Impact Many human rights violations are committed by security forces. Through vetting and withholding of U.S. assistance to human rights violators, military discipline and respect for human rights increase.


Photo showing delegates attending a ministerial-level Security Council meeting entitled "Justice and the Rule of Law: The United Nations Role."

Delegates attend a ministerial-level Security Council meeting entitled "Justice and the Rule of Law: The United Nations Role." � AP Photo/Mary Altaffer



Consolidate the U.S. Government's assessments on human rights situations around the globe, recognizing that judging a country's human rights performance based on internationally accepted norms remains a powerful tool


Indicator #4: Effective Use of the Human Rights Report (HRR) to Promote U.S. Foreign Policy Objectives

FY Results History 2000 HRR is not linked to policy or activities.
  1. HRR not linked to policy or activities.
  2. HRR translated into Vietnamese.
  1. DRL developed strategic plan within the Department to use HRR to promote key policy issues.
  2. Strategy developed to increase number of posts using HRR for public diplomacy efforts.
  3. Introduction of HRRs translated into French, Spanish, and Russian.
FY 2003
2003 Results
  • Though length of total HRR was reduced only 10%; 27 pilot countries were selected for editing of text to produce higher readability and more succinct presentation. Praise for the integrity and quality of the report was received from would-be critics, including Human Rights Watch, which said the reports "pulled no punches." (See target #1)
  • Full reports or critical portions are translated into Chinese, Russian, Spanish, French, Arabic and Farsi. Over 50 individual posts' reports translated and posted on websites. (See target #2, #5 and #6)
  • Human Rights Democracy Fund (HRDF) projects were implemented in several countries in Central Asia and the Middle East in response to issues highlighted in corresponding reports. (See target #3)
  • Human Rights Strategy Report was published in June 2003. Portions translated into host-country, regional and world languages. Translations and other spin-off products for public diplomacy used worldwide, particularly in Africa and Middle East. (See target #2 and #7)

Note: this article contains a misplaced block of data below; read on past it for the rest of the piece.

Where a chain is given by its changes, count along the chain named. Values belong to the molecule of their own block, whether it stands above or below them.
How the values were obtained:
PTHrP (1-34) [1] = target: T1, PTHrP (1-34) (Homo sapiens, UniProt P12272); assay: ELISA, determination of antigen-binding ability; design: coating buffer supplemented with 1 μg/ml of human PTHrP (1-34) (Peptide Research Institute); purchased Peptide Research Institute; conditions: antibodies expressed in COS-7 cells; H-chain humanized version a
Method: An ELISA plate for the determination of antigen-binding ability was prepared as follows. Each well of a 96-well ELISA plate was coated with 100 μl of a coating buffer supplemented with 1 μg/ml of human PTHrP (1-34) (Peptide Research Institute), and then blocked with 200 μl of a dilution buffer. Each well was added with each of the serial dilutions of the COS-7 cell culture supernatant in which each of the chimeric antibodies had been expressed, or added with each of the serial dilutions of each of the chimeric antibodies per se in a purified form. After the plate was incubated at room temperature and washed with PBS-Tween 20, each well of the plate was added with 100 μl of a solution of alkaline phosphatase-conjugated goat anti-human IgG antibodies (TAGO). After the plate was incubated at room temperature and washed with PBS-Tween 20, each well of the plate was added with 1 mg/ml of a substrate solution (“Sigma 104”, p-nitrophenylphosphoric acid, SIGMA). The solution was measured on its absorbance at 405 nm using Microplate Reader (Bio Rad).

1. 2002 HRR length is cut by 15% to the 2001 base, while maintaining high standard.
  2. Strategy developed to increase number of posts using HRR for public diplomacy efforts.
  3. Pilot posts chosen for human rights reporting-based HRDF program implementation plan.
  4. HRR focus on institutional change is developed.
  5. HRR translated into Chinese and Russian.
  6. Posts in China, the former Soviet Union, Central Asia, Latin America, and Europe post the appropriate country reports on their websites in the appropriate languages.
  7. Human Rights Strategy Report is published and distributed widely to illustrate ways in which U.S. government programs are having an impact worldwide.
Rating On Target
Impact Many human rights violations are committed by security forces. Through vetting and withholding of U.S. assistance to human rights violators, military discipline and respect for human rights increase.



Enhance long-term stability, increase opportunity for democracy, support other human rights, and undermine religiously based terrorism by advancing religious freedom in countries and regions important to U.S. interests.


Indicator #5: Level of Engagement with Foreign Governments and NGOs to Promote and Advocate on Behalf of Religious Freedom in Keeping with Foreign Policy Directives such as the International Religious Freedom Act (IRFA)

FY Results History 2000
  1. Some religious prisoners released.
  2. Discussions on religion laws.
  1. Minor U.S. successes in forestalling or improving bad religion laws in Eastern Europe and Central Asia.
  2. Some religious prisoners released.
  1. Continuing U.S. influence on some religion legislation.